CHAT provides traditional individual speech therapy services as well as group intensive therapy programs focused on literacy, executive functioning, and social communication skills. . We recognize that many children are falling through the cracks and the equity gap is widened because of a lack of access to ongoing, high-quality speech and language services. Our organization’s goal is to sustainably and accessibly bring our services directly to the communities that need them the most (those who are under-resourced, under-insured, and under-served), to do so in a culturally responsive way that affirms every client and family, as well as to raise the funds necessary so that cost is not a barrier to families and in order to complete this important work in the long term.

We also recognize the ways in which communication disorders contribute to individuals’ inequitable treatment, and the need for advocacy at the societal level for policies that support disabled individuals. For example, more than half and possibly as high as 85% of juvenile offenders have language disorders, which impact their ability to successfully interact with the legal system; Autistic individuals are more likely to have negative interactions with law enforcement; and disabled children are vastly overrepresented in terms of expulsions and suspensions from school. At CHAT, our work is communication justice—from the therapy we provide helping to instill confidence and self-advocacy skills in our students and clients, to the bigger picture societal-level advocacy work we do to make systemic changes to our education and health systems to better support the clients, students, and families we serve.

As described, all of CHAT’s work is to further communication justice and work towards the goals that we have outlined, including providing more accessible and sustainable services to under-served communities and advocating for more equitable treatment for those with communication differences and disorders. Our strategy to achieve these goals is mainly to grow CHAT’s influence and reach by partnering with values-aligned organizations (schools and nonprofit community partners) in order to deliver services within communities. We regularly do outreach to other organizations in order to establish these partnerships and have created an Associate Board of young professionals to help connect us directly to the communities that we wish to serve.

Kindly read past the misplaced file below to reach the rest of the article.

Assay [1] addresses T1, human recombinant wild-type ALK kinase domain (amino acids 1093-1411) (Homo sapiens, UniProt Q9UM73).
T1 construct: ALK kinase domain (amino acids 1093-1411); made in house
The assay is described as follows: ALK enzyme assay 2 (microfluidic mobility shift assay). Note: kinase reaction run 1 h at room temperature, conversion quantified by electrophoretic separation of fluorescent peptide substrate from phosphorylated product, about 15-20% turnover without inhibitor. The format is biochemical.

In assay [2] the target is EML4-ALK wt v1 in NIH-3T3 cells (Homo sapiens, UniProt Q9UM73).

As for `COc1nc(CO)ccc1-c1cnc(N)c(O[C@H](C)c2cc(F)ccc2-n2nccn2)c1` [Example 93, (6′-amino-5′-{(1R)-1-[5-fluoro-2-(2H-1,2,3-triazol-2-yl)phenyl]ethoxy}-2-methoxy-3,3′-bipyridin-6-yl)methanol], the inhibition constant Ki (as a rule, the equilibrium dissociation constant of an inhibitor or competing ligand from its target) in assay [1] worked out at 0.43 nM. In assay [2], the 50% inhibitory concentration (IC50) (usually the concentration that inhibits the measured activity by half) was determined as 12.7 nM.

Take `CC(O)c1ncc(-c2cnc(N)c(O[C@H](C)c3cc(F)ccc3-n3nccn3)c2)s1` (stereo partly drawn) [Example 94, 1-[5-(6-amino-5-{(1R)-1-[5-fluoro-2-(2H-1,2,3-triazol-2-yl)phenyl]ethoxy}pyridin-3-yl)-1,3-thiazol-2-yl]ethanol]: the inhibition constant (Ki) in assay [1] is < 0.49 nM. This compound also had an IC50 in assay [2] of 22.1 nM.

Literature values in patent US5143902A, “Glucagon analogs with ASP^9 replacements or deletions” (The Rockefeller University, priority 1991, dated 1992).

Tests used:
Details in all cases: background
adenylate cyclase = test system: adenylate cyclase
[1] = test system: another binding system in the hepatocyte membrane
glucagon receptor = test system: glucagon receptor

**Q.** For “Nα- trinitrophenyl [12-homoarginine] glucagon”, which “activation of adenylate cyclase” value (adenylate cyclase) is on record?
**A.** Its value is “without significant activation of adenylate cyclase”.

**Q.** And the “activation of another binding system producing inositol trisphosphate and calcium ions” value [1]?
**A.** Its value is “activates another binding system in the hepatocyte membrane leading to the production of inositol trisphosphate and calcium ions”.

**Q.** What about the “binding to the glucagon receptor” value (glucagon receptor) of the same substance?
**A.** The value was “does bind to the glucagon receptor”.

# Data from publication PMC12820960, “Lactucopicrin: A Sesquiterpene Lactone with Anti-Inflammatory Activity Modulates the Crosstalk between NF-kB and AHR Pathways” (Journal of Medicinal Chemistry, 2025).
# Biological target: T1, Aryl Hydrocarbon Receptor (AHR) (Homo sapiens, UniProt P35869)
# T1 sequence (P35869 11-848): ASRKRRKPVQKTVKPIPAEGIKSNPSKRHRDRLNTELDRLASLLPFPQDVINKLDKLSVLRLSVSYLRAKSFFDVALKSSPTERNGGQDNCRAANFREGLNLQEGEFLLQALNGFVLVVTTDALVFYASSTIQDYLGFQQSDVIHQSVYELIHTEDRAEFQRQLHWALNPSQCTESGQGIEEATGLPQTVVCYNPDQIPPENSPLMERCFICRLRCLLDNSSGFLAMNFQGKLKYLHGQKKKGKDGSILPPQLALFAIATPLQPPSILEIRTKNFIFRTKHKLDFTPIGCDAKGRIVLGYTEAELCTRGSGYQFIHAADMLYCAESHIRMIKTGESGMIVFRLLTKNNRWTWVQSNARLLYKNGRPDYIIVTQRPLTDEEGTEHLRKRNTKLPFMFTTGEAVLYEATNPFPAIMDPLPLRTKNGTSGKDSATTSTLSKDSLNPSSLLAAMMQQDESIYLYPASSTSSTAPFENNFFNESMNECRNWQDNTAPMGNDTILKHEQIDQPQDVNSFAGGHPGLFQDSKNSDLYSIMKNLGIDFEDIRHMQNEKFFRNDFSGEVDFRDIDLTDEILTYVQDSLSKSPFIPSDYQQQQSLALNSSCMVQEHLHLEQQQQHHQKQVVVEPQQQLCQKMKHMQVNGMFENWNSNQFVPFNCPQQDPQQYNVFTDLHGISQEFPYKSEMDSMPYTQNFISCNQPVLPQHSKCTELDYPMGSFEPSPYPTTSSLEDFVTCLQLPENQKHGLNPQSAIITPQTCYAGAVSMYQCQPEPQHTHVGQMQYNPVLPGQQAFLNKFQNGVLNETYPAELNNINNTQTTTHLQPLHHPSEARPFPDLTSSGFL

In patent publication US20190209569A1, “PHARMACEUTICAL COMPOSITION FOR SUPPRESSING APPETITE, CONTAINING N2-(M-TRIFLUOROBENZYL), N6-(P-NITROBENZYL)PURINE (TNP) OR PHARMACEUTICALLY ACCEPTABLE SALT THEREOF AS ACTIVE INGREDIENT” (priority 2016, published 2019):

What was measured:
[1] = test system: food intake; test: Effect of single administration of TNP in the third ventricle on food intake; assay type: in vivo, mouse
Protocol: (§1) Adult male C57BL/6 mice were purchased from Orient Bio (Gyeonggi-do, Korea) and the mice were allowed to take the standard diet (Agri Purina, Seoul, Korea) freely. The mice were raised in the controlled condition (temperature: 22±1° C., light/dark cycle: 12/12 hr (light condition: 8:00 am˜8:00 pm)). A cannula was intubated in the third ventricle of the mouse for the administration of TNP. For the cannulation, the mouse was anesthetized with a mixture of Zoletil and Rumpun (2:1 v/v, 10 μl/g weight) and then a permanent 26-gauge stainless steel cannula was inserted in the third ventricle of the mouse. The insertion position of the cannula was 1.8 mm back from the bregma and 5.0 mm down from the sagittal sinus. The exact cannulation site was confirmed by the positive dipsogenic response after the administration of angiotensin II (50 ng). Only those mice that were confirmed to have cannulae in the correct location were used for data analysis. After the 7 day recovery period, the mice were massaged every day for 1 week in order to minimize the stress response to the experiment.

Furthermore, when onboarding new clinical and other staff we ensure value alignment, which we believe will attract employees who are more likely to stay on for longer periods of time and make our work more sustainable. In order to provide culturally responsive services, we emphasize anti-racist/anti-bias approaches and neurodiversity-affirming approaches that recognize our clients and clinicians as people. We have focused on creating a culture at CHAT that emphasizes therapeutic relationship-building and rapport over productivity, which allows us to serve our clients and students in more positive and affirming ways while creating sustainability for our clinicians as individuals. Finally, we recognize the need to attract BIPoC SLPs who are more representative of the people we serve, and the need to disrupt systemic problems that keep BIPoC individuals from becoming SLPs in the first place.

Finally, an important aspect of our strategy is raising funds in order to continue to do our work, which we do through individual fundraising as well as through grants from foundations. We are seeking to increase our grant funding from state and federal sources as well.

At this point, we have the capability to work towards our goals of increased access, culturally responsive services, and more funding to achieve this work. At this moment, we are fully staffed both clinically and administratively and have the necessary team and plan in place in order to continue to provide these services through our clinic and in the community and fund them. We have both a Director of Justice, Equity & Inclusion who oversees and manages community partnerships, as well as a Director of Development who is tasked with raising funding through individual donations as well as grants.